Finally, we compare our results with the ones obtained in the cell for another molecular motor: kinesin I. We previously reported (30) that, unlike the myosin V, the kinesin I runs at the same speed in vitro and inside the cell. We also observed that a single kinesin is able to cover, inside the cell, a total distance of several microns, much larger than the distance allowed by its processivity (~1 μm). A careful analysis of the trajectories showed that these long tracks were constituted by a sequence of directed movements, not exceeding the normal processivity of the kinesin, followed by short phases of Brownian diffusion. None of our experiments on the myosin V shows that this molecular motor rebinds to actin filaments shortly after release. The difference observed in the experiments in the cells between those two processive motors may be related to their binding affinity to the filaments on which they run, as well as to the organization of those filaments in the cytoplasm.

Conclusion

We report a simple assay to observe the activity of single myosin V in the cytoplasm of living cells. After conjugation to a QD and internalization in the cytoplasm of live HeLa cells, we record the myosin motion with a frame rate of 200 s−1 and high spatial resolution. Thereby, we measure the mechanistic parameters of the myosin V in its natural environment, including its velocity, processivity, step size, and dwell time. Compared to in vitro measurements we find slightly increased velocity and processivity. Our observations combine the benefits of a single molecule approach with the complexity intrinsic to living cells and extend the description of the myosin V obtained with in vitro assays. Our approach goes beyond conventional experiments on organelles and opens interesting perspectives for studying intracellular transport pathways and how motors behave in complex filament networks. To further expand the range of applications on intracellular single-molecule experiments, the natural following step will be to directly tag endogenous myosin motors, possibly with an in situ conjugation.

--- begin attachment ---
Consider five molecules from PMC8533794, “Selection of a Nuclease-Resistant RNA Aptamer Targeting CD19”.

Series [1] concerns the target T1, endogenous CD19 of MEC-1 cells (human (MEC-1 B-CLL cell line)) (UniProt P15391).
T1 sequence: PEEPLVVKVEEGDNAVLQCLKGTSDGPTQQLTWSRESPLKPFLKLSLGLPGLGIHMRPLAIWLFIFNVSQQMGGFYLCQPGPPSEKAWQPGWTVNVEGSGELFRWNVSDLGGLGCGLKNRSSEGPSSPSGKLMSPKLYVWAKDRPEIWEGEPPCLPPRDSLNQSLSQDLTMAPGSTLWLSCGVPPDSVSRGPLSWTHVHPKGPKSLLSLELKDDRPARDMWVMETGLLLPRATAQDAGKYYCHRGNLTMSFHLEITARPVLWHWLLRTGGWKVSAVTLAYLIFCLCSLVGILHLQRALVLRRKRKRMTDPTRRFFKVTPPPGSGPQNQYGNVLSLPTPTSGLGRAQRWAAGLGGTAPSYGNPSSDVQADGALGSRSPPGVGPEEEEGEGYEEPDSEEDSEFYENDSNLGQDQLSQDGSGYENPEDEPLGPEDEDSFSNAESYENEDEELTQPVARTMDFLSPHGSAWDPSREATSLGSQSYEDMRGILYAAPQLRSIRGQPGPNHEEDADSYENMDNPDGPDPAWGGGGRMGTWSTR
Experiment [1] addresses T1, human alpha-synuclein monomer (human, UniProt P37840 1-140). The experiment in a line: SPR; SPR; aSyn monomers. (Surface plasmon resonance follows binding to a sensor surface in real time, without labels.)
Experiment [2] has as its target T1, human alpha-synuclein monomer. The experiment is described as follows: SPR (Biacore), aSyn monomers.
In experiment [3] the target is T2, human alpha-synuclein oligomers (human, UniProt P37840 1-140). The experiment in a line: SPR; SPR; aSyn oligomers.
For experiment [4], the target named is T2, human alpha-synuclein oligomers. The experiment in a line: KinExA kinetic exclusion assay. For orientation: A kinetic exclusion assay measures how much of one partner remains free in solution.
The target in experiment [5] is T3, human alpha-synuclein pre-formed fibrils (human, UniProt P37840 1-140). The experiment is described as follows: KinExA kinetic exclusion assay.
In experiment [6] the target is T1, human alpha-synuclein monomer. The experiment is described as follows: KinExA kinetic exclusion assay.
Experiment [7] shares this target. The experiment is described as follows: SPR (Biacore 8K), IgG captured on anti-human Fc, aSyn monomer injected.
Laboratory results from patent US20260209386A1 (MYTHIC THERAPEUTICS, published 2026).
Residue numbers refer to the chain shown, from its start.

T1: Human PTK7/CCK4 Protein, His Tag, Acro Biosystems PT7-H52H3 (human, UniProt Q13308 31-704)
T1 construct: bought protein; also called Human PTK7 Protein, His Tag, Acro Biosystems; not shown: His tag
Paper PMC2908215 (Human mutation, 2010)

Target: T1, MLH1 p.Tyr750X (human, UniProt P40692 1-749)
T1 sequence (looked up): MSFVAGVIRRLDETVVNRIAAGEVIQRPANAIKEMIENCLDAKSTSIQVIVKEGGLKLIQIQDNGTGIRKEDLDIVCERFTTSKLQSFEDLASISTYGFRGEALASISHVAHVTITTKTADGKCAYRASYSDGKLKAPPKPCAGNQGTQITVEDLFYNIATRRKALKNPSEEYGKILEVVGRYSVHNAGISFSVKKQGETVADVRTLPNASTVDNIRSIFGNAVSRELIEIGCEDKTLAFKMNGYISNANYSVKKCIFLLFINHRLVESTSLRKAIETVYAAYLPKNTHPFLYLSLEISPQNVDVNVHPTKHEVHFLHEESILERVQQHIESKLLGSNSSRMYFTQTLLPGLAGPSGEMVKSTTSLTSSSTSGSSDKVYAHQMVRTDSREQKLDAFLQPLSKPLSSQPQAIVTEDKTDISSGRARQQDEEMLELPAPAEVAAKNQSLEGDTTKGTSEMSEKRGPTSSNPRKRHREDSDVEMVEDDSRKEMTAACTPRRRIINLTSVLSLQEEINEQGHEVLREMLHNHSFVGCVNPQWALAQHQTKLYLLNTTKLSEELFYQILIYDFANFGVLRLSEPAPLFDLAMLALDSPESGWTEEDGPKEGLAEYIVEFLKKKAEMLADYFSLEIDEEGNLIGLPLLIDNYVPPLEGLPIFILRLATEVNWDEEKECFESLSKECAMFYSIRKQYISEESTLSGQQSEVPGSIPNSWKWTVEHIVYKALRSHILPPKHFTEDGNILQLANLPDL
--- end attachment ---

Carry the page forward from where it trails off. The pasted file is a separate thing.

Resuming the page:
Acknowledgments

The authors are grateful to B. Mathieu from the imaging facility at the Ecole Normale Supérieure for his help with the spinning disk microscope, S. De Beco for the fixation protocol, J. M. Kerssemakers for providing the last version of the step-finding algorithm, and A. Roux and D. M. Warshaw for helpful discussions.

G.C. acknowledges the support of STREP “BIOMACH” (grant Nos. NMP4-CT-2003-505-487 and ANR-05-NANO-045). M.D. is supported by grant No. ANR-05-NANO-045 and Fondation pour la Recherche Médicale. J.A.S. is supported by grant No. GM33289 from the National Institutes of Health. A.R.D. was supported by an American Heart Association postdoctoral fellowship and holds a Career Award at the Scientific Interface from the Burroughs Wellcome Fund.

Supporting Material

Document S1:
Movie S1:

Example of MyoV::QD Moving in an HeLa Cell.

Movie S2:

Elaboration of Movie S1.

References

1. Sellers J.R., Veigel C. Walking with myosin V. Curr. Opin. Cell Biol. 2006;18:68–73. [PubMed]
2. Walker M.L., Burgess S.A., Sellers J.R., Wang F., Hammer J.A. Two-headed binding of a processive myosin to f-actin. Nature. 2000;405:804–807. [PubMed]
3. Burgess S., Walker M., Wang F., Sellers J.R., White H.D. The prepower stroke conformation of myosin V. J. Cell Biol. 2002;159:983–991. [PMC free article] [PubMed]
4. Coureux P.D., Wells A.L., Ménétrey J., Yengo C.M., Morris C.A. A structural state of the myosin V motor without bound nucleotide. Nature. 2003;425:419–423. [PubMed]
5. Yildiz A., Forkey J.N., McKinney S.A., Ha T., Goldman Y.E. Myosin V walks hand-over-hand: single fluorophore imaging with 1.5-nm localization. Science. 2003;300:2061–2065. [PubMed]
6. Veigel C., Schmitz S., Wang F., Sellers J.R. Load-dependent kinetics of myosin-V can explain its high processivity. Nat. Cell Biol. 2005;7:861–869. [PubMed]